In his final report two years ago, former dean of Admissions Wilbur J. Bender '27 warned that as Harvard became more competitive, many bright and able students might suffer anxieties and frustrations because they were only "average" in a college where considerable academic ability was not the exception but the rule.
Bender was concerned about the consequences, for the College and the individual, of an admissions policy which would select students solely on the basis of apparant academic promise.
But though he directed his warning to the future, the problem is of more immediate concern. The College today must face the fact that large numbers of students are feeling the tensions of being "average" in an academically elite community.
The man who has done the most work on this subject is the director of Harvard's Office of Tests, Dean K. Whitla. In his latest study, "Guidance in the University Setting," which appears in the current issue of the Harvard Educational Review, Whitla has used a series of interviews with recent Harvard graduates as the basis for a discussion of "academic averageness" and its significance for the College.
In an earlier study Whitla defined the academically average to include students from the 30th to the 70th percentiles of their class--roughly Groups III and IV of the Rank List.
His thesis is that for many students the feeling of averageness serves as the greatest single bar to effective participation in the intellectual life of the College. And the problem will become even more serious, Whitla implies, as the general intellectual level at Harvard and other colleges continues to rise.
The academically average student is caught in the tension between the ideals of the Harvard community and his position in that community. He is taught to value independence and the pursuit of excellence, but too often finds that independence means isolation, and that excellence jars harshly with his own mediocre standing.
For the student beset by doubts about his intellectual worth, the role of guidance can be crucial. Because they cannot derive the satisfaction which comes from obtaining the highest grades, academically average students tend to rely heavily on the influence of teachers for stimulation and direction, Whitla says.
Such students desire and seek guidance; and often their academic work is successful only to the extent that they are inspired by a particular devoted teacher.
"I did find that contact with professor, tutor, and House Master was an important factor to these academically average men in developing a sense of personal direction," Whitla writes.
'Yet," he continues, "the very status of 'averageness' kept many of them, as students from entering situations where such contact would be possible, and thus, kept them from finding the kind of guidance they were seeking."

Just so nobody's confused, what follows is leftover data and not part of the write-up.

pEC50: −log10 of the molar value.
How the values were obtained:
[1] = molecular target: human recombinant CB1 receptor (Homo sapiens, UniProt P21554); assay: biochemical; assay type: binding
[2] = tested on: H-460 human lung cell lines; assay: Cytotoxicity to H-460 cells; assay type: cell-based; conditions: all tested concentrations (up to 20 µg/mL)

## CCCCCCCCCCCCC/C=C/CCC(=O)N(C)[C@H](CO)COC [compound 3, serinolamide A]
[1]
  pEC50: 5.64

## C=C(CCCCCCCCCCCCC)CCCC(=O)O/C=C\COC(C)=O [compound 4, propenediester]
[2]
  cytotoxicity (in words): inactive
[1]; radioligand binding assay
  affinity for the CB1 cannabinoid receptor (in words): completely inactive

Because students felt themselves to be intellectually mediocre they hesitated to seek out faculty members and to put forward their own ideas. The very things which should have pushed them toward more contact with faculty--their own feelings of averageness and the impersonality of the system--actually impeded such contact.
For this reason Whitla plays down the importance of the charismatic relation between teacher and student. Instead, he stresses the role of educational programs which seek to involve the student personally in his work.
"In other words, the first step a college must make is to recognize that special problems exist for these (academically average) students, and then to try to cope with these problems by tailoring programs to individuals, by stressing seminars, by setting up tutorials, and by trying to bring the honors program to more and more of the undergraduates. These are the ways Harvard has tried to make each student feel the college is concerned with the course of his education and with his status as an individual."
This would be fine if it were true. But too often, the effect of tutorial and the honors program is to make the student feel that the College is concerned not with his status as an individual but with his progress as a a scholar. And it is at least open to question whether the proper cure for a student's feelings of academic aveageness is to involve him even more completely in academic work.
Academic work at Harvard creates its own pressures and tensions, quite apart from those generated by a student's academically average status. Conceivably it would be possible to eliminate the frustrations of academic averageness by significant changes in the lecture and exam system, and in grading--though even this is unlikely.
But the tensions resulting from academic work will only be heightened by laying more stress on scholarship Pressures are pressures no matter what causes them, and if one chooses more "involvement" in academic